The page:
Abstract: Junctions are important features for image analysis and form a critical aspect of image understanding tasks such as object recognition. We present a unified approach to detecting (location of the center of the junction), classifying (by the number of wedges -- lines, corners, $3$-junctions such as $T$ or $Y$ junctions, or $4$-junctions such as $X$-junctions) and reconstructing junctions (in terms of radius size, the angles of each wedge and the intensity in each of the wedges) in images. Our main contribution is a modeling of the junction which is complex enough to handle all these issues and yet simple enough to admit an effective dynamic programming solution. Broadly, we use a template deformation framework along with a gradient criterium to detect radial partitions of the template. We use the Minimum Description Length (MDL) principle to obtain the optimal number of partitions that best describes the junction.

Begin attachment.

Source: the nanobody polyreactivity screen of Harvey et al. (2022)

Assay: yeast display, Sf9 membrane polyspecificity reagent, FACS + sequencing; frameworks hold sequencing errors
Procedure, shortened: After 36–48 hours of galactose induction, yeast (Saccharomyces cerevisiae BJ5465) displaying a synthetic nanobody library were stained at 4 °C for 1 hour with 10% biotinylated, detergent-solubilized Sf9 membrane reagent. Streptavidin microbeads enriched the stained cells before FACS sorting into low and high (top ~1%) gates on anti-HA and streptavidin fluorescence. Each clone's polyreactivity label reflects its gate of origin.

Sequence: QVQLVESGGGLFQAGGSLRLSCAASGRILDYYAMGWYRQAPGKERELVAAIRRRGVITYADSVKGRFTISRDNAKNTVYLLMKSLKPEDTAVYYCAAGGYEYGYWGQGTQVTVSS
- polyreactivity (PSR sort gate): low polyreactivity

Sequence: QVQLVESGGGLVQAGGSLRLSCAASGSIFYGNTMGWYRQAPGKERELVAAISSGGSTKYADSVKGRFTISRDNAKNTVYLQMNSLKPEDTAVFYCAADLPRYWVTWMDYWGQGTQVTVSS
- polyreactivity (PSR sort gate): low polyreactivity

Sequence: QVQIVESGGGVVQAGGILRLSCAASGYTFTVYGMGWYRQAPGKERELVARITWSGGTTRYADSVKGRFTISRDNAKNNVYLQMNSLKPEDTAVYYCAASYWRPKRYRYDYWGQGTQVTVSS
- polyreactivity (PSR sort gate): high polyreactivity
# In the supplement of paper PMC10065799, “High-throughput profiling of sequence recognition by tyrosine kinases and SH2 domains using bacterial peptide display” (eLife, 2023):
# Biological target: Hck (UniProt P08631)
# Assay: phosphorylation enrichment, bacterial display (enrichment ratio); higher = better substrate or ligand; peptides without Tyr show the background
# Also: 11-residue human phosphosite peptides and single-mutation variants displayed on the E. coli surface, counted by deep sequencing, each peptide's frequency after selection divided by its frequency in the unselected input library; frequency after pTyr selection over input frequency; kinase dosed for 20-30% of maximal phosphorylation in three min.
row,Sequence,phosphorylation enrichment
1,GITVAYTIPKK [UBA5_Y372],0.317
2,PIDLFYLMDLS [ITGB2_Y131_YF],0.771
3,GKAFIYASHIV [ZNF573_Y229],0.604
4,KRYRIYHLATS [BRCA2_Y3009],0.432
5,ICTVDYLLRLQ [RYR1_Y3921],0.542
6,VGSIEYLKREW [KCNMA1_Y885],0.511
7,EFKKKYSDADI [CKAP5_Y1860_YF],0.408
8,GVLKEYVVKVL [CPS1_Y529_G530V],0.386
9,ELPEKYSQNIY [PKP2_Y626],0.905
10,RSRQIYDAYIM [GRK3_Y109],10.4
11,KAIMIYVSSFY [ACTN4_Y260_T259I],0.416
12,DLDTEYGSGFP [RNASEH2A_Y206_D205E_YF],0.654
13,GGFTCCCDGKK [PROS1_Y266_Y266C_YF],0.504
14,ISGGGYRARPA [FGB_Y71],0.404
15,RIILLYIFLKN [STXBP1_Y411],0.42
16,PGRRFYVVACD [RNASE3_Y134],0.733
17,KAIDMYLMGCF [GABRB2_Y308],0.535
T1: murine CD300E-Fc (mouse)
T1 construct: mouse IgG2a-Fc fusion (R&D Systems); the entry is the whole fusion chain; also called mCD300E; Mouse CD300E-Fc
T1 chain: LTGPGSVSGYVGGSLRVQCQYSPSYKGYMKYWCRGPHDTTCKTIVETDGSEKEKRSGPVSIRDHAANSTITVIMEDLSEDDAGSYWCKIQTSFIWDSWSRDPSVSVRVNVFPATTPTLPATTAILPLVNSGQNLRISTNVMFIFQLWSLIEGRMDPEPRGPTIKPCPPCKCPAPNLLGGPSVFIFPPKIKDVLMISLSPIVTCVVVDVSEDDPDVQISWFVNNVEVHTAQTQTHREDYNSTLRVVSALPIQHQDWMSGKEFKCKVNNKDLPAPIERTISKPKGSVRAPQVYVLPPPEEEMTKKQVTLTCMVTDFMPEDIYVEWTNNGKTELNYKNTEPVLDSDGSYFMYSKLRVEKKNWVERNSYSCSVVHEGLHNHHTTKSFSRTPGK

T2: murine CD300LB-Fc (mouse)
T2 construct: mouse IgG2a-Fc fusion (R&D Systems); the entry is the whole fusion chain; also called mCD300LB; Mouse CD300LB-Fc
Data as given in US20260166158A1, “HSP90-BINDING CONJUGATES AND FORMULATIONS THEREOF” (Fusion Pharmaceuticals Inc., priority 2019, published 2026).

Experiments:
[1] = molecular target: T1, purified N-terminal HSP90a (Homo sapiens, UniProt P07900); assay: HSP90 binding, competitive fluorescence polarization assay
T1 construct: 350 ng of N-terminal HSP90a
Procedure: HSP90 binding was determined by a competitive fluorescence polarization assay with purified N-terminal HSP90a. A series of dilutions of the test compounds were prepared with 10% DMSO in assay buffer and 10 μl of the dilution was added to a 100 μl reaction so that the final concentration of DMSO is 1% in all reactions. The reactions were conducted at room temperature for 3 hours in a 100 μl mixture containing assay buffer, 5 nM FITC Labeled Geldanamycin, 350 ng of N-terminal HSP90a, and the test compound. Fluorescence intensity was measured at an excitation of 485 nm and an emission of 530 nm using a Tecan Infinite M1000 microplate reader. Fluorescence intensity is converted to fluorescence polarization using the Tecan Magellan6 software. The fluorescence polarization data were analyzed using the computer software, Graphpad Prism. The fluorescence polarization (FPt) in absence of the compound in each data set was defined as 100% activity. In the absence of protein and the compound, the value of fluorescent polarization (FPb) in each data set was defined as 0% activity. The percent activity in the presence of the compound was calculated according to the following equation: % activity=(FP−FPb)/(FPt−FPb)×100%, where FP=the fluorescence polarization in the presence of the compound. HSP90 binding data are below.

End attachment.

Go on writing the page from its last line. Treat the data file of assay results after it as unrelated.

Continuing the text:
Kona is an implementation of this model. We (quantitatively) demonstrate the stability and robustness of the detector by analyzing its behavior in the presence of noise, using synthetic/controlled apparatus. We also present a qualitative study of its behavior on real images.